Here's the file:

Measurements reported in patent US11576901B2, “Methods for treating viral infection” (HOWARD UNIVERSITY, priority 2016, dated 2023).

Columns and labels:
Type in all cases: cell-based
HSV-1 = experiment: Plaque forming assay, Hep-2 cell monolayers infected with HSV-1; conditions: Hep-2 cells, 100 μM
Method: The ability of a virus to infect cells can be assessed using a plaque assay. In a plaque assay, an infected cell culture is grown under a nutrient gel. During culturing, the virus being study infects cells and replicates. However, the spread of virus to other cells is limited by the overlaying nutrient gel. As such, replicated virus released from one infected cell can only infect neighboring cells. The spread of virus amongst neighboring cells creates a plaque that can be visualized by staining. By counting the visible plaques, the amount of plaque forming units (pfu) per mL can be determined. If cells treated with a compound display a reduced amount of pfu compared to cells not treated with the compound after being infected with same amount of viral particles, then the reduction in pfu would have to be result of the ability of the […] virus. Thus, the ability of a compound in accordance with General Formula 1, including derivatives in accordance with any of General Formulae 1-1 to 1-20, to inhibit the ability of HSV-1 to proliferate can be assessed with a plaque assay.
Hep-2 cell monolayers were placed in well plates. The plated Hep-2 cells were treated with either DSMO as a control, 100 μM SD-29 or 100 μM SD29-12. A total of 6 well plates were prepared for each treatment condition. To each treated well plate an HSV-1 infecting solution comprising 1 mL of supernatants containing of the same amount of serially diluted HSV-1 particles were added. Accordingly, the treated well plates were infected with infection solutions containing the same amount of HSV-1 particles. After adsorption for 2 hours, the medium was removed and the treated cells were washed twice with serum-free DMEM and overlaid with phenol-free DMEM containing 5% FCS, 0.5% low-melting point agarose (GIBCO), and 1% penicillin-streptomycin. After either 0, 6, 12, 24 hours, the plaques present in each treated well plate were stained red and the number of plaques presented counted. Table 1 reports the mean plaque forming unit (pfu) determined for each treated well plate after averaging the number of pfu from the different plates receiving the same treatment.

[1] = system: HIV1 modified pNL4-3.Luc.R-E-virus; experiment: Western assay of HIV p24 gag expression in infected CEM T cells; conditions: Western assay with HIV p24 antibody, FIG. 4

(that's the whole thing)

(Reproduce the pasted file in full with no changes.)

Measurements reported in patent US11576901B2, “Methods for treating viral infection” (HOWARD UNIVERSITY, priority 2016, dated 2023).

Columns and labels:
Type in all cases: cell-based
HSV-1 = experiment: Plaque forming assay, Hep-2 cell monolayers infected with HSV-1; conditions: Hep-2 cells, 100 μM
Method: The ability of a virus to infect cells can be assessed using a plaque assay. In a plaque assay, an infected cell culture is grown under a nutrient gel. During culturing, the virus being study infects cells and replicates. However, the spread of virus to other cells is limited by the overlaying nutrient gel. As such, replicated virus released from one infected cell can only infect neighboring cells. The spread of virus amongst neighboring cells creates a plaque that can be visualized by staining. By counting the visible plaques, the amount of plaque forming units (pfu) per mL can be determined. If cells treated with a compound display a reduced amount of pfu compared to cells not treated with the compound after being infected with same amount of viral particles, then the reduction in pfu would have to be result of the ability of the […] virus. Thus, the ability of a compound in accordance with General Formula 1, including derivatives in accordance with any of General Formulae 1-1 to 1-20, to inhibit the ability of HSV-1 to proliferate can be assessed with a plaque assay.
Hep-2 cell monolayers were placed in well plates. The plated Hep-2 cells were treated with either DSMO as a control, 100 μM SD-29 or 100 μM SD29-12. A total of 6 well plates were prepared for each treatment condition. To each treated well plate an HSV-1 infecting solution comprising 1 mL of supernatants containing of the same amount of serially diluted HSV-1 particles were added. Accordingly, the treated well plates were infected with infection solutions containing the same amount of HSV-1 particles. After adsorption for 2 hours, the medium was removed and the treated cells were washed twice with serum-free DMEM and overlaid with phenol-free DMEM containing 5% FCS, 0.5% low-melting point agarose (GIBCO), and 1% penicillin-streptomycin. After either 0, 6, 12, 24 hours, the plaques present in each treated well plate were stained red and the number of plaques presented counted. Table 1 reports the mean plaque forming unit (pfu) determined for each treated well plate after averaging the number of pfu from the different plates receiving the same treatment.

[1] = system: HIV1 modified pNL4-3.Luc.R-E-virus; experiment: Western assay of HIV p24 gag expression in infected CEM T cells; conditions: Western assay with HIV p24 antibody, FIG. 4